It is in the self-interest of both BPS and BTU to collaborate and strive for a new contract with significant systemic changes.  With the expected expansion of charter school seats over the next four years, the school system needs to become more competitive or face possible school closings and reduced teaching positions.

And it is absolutely in the interest of children and families in the BPS that the two sides reach agreement on a significant reform contract that is financially sustainable.  The reforms we are proposing can make a fundamental difference in the education of Boston Public School students by supporting effective teaching and improving student achievement, but they can be implemented only through the contract.  A new agreement with only incremental change will fail these students who do not have time to wait another two to three years for reform.  

The losers in this drawn-out battle are Boston public school students and their families.  A child only has one chance at each grade, and delay is costing our children opportunities for a better education.  

Jorge Martinez is Executive Director of Project R.I.G.H.T., INC. and is an active member of the Boston United for Students Coalition.

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Parents need to Talk to Teachers. This opinion is just another orchestrated media campaign from "Boston United for Students Coalition" calling for increased privatization of Boston Public Schools to “not-for-profit” charter schools and community organizations. Parents participating in this “Coalition” are being hoodwinked. They need to ask the corporations, business, and non-profit organizations, on the Coalition Member List, for their IRS 990’s and “SUPPORTING DOCUMENTATION.” In the spirit of “transparency,” parents should petition to make “full disclosure” part of the Coalitions by-laws, and put the information on the coalitions website. It’s public information, make it accessible to all.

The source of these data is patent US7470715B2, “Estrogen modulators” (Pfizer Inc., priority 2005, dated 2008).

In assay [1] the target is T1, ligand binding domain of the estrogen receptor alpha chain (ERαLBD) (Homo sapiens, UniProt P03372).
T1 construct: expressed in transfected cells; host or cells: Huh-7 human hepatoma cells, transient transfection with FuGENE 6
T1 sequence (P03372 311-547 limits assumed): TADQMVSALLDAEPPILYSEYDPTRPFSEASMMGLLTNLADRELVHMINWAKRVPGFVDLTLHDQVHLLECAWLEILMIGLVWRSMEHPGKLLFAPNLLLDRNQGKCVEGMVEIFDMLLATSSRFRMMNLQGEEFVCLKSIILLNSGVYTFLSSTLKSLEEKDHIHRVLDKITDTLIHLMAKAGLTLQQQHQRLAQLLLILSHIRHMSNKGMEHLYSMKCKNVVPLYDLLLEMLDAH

I challenge Mr. Martinez to be the first to step up to the transparency plate! How much money is he, and his organization, getting from the Boston Foundation? How much from the Boston Municipal Research Bureau? (Both are members of Boston United for Students Coalition) Total revenue for “Project R.I.G.H.T. was listed on their 2010, IRS 990’s, as $1,390,617.00! $936,008. was from contributions, and $450,049. was from government grants. It is still not clear to me what they actually do for the Grove Hall neighborhood and their dated website was little more than a repository for collecting donations.

Parents might also not be aware that, in addition to school funds, many of these “non-profit” organizations write and receive federal, state and private grants to provide “services” to Boston Public Schools. A fair and equitable contract between the Boston Public Schools and Boston Teachers will mean less city funding and less “race to the top” money for them!

What Mr. Martinez fails to mention is that many of the Coalitions “broad-based” members are, or represent, corporations, real estate and hotel developers, and businesses that have an ugly ulterior motive. It is not about the “future of our schools and our children’s education,” it is about filling low paying, service sector jobs with citizens, and individuals with a green card, who speak some English. This is especially true given the government crackdown on undocumented workers. That is the "urgency" of the Boston United for Students Coalition, they cannot offshore the hotel maid or the waiter who serves you dinner in a seaport hotel restaurant, and they are not doing "outreach" to children living in the suburbs to fill these jobs!

What's happening in Boston Public Schools is just ugly and not in the best interest of Boston kids, or teachers who educate and take care of them. "College for all" is just verbiage that the “Boston United for Students Coalition” moguls give lip service to. It is not about "the children" for them. It is about the future of filling low paying, service sector jobs, so a few elite can maintain their status quo, at the expense of Boston’s children.